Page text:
Throughout its career, this wave is occasionally involved in competition with other waves nearby. Who is more lively and charismatic, who is more interesting or successful in “waving,” whose peak is highest? And now, having passed the meridian of its own crest and on its way down, a peculiar anxiety is beginning to take over. Still far out from a shoreline that no one has even seen, will its existence be for naught? Wasn’t the purpose to reach the other side? What has been the point to all this thrashing about?

At the surface all waves seem separate. The space between them and differences among them give the impression of an astonishing diversity – exciting at first, but more overwhelming as time goes by. What the wave doesn’t realize – especially during the phase of its swelling self-involvement – is that a greater reality lies beneath. If only its axis of vision could shift from the horizontal to the vertical it would see what’s really going on: all these waves are what the ocean is doing right now.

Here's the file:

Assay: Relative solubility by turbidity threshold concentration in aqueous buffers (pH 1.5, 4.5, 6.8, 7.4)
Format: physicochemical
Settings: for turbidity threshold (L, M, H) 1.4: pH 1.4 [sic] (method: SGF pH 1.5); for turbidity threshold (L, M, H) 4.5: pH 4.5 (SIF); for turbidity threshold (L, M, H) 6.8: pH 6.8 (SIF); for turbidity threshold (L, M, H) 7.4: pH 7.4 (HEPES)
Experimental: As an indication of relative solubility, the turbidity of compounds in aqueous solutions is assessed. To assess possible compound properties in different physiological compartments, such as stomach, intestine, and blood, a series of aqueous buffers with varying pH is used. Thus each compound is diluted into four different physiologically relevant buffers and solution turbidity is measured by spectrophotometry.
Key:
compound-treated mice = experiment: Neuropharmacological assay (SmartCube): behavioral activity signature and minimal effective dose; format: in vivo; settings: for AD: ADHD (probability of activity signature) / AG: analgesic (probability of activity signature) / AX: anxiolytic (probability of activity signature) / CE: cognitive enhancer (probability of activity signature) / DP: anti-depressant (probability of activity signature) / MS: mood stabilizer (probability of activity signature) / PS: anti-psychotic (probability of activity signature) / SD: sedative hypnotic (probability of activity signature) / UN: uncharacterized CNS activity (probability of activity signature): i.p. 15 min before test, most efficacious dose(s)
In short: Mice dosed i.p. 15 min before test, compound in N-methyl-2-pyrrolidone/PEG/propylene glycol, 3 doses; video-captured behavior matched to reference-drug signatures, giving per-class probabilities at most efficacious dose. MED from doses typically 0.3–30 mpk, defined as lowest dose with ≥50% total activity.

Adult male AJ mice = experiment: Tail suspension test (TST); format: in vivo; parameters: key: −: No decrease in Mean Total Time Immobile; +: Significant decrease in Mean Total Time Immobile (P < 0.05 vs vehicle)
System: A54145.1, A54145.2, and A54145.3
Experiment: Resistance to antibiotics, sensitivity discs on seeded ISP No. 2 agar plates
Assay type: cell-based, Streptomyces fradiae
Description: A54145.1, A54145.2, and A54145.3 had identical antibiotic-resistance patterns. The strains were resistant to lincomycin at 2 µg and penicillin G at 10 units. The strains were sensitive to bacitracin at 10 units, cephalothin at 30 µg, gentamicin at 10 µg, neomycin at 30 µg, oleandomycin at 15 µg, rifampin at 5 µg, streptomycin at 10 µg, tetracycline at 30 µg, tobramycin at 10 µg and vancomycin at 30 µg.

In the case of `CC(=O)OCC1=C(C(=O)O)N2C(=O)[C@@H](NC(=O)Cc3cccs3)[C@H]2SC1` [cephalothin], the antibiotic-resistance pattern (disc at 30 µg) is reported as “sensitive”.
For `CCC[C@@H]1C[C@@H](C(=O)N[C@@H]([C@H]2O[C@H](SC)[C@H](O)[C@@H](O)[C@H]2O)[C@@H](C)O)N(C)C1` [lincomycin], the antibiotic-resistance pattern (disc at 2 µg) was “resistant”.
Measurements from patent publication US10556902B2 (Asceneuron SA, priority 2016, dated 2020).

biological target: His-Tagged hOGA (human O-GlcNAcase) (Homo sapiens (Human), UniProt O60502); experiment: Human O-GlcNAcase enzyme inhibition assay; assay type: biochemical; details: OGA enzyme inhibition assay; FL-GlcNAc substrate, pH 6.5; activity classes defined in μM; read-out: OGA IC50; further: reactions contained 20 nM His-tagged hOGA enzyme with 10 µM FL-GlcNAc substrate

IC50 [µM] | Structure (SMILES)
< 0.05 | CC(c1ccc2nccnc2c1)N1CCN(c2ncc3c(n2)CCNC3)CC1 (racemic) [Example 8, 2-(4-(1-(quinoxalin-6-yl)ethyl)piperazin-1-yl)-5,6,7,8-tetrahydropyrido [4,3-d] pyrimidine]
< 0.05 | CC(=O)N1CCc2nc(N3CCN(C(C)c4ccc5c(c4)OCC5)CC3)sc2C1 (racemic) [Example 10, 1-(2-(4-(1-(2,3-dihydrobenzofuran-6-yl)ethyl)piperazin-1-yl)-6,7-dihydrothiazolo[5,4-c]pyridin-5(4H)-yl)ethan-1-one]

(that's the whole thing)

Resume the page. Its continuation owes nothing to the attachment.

This shift from the horizontal (out) to the vertical (down) is the critical change in orientation between a rational and a mystical view of reality. One is based on the principle of separation and the meaningful arrangement of things (objects, ideas, values), while the other is grounded in an awareness that all things are the manifestation of a single, ineffable mystery. It is tempting to judge the first as “lesser” and fundamentally mistaken, but this would itself be a mistake.